Eating Together: Part 3 – Transubstantiation and Other Theories of Eucharist

Part 1

Part 2

Transubstantiation confuses the heck out of people. As a Methodist, I shouldn’t be as sentimental or defensive about Transubstantiation, but I find myself drawn to the sense of Christ’s real presence in the Eucharist that seems most fully expressed in Transubstantiation.

Because if Christ is really present and Christ says this “is” my body/blood what else could he mean?

But before we go to far. We should look at Transubstantiation as an attempt to move away from the mumbo jumbo circulating at the time. People were using the hosts and the wine as talismans. Some folks in the 1100-1400s would steal them and sprinkle pieces over fields and in wells or for some other form of blessing. All the while, these talisman hungry people would whisper the words they heard butchered by priests who were attempting to speak latin: Abracadabra, Hocus Pocus…

Educating the priests and the people may have been a herculean task… No probably just right out impossible.

But Aquinas gave it a go. He explained what happens in Eucharist using Aristotle’s theory of existence found in his Metaphysics combined with some of his own work. The result is a number of questions in the Summa, for which any summary will do no justice.

So, here’s a summary: “Things” have causes, for Eucharist the two important causes of the four are the accidental causes and the substantive causes. While it’s crude to describe the later as the identity of the “thing” in question, it will suffice. The accidental cause is the measurable attributes of the “thing” in question.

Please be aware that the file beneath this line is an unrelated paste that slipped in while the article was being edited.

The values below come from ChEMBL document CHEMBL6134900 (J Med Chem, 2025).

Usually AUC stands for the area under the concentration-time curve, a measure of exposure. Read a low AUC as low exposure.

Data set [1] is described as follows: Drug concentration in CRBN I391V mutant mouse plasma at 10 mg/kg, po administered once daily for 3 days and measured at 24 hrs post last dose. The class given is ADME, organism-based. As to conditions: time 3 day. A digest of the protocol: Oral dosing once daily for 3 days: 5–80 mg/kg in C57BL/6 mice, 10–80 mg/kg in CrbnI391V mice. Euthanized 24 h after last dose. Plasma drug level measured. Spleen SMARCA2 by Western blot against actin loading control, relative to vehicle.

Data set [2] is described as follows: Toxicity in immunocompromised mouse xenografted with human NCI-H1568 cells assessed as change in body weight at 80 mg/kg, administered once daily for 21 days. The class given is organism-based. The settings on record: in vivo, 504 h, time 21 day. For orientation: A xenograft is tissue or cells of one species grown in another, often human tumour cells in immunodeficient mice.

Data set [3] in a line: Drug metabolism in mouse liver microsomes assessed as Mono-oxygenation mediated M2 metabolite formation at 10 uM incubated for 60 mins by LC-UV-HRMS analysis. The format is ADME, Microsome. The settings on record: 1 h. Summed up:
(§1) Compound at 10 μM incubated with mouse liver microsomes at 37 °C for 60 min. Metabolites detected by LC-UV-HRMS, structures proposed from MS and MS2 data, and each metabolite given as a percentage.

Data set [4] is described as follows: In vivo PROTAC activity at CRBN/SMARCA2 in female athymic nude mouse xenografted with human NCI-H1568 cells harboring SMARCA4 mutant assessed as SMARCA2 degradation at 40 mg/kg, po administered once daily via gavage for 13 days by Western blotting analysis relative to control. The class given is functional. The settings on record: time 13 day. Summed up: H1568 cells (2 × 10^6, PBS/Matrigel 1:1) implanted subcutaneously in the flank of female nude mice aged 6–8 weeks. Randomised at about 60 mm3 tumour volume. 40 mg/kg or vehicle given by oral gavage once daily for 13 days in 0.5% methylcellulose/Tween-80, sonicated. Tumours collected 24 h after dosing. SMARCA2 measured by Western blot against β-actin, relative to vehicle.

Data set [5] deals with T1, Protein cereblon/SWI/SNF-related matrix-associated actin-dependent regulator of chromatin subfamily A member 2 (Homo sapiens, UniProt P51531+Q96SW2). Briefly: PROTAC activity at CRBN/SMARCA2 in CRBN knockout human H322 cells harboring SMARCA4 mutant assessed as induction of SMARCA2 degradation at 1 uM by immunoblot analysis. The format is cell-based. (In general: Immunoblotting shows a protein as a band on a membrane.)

Now, we all know that when we sip the wine and eat the wafer they don’t just poof and taste like man flesh and blood. So, then what does it mean to say that this is Christ’s body and blood?

Aquinas declares that it is in the substantive cause changed by the Holy Spirit. It is no longer bread and juice, but it is body and blood. The accidents remain but the substance has changed. Tastes like bread but in reality it is the body and blood of Christ.

Now, Calvin will describe this same process by saying that the bread and juice are a sign and a seal of the promises we have and that Christ is genuinely present but not in a physical way. This is sort of the thought that Baptists generally take and borrows heavily from Augustinian ideas of sacrament where the signs (bread and wine) point back to the greater spiritual reality of Christ.

Luther… well I can’t seem to see Luther as consistent, but If I was to hazard a guess, I’d say he’d want to affirm something where Christ is genuinely present in the elements without a change in the elements themselves. But I could be wrong about that.

Wesley seems to juggle with the later two in such a way that I think makes room for Transubstantiation. There is something going on in the Eucharist, but Wesley offers more about the practice and what it means for the believer. It’s not that the others don’t do this, but Wesley’s focus is in the practice and the grace received more than the theory.

While these thoughts all get jumbled around, the Eucharist offers a practice that truly invites us into mysterious union with Christ in his offering for us, and a peculiar union with our brothers and sisters in Christ as part of his body being offered up for the world.



About Sean Smith

Husband, Father, Pastor, Swimmer, Writer, Reader, and attempted Adventurer!
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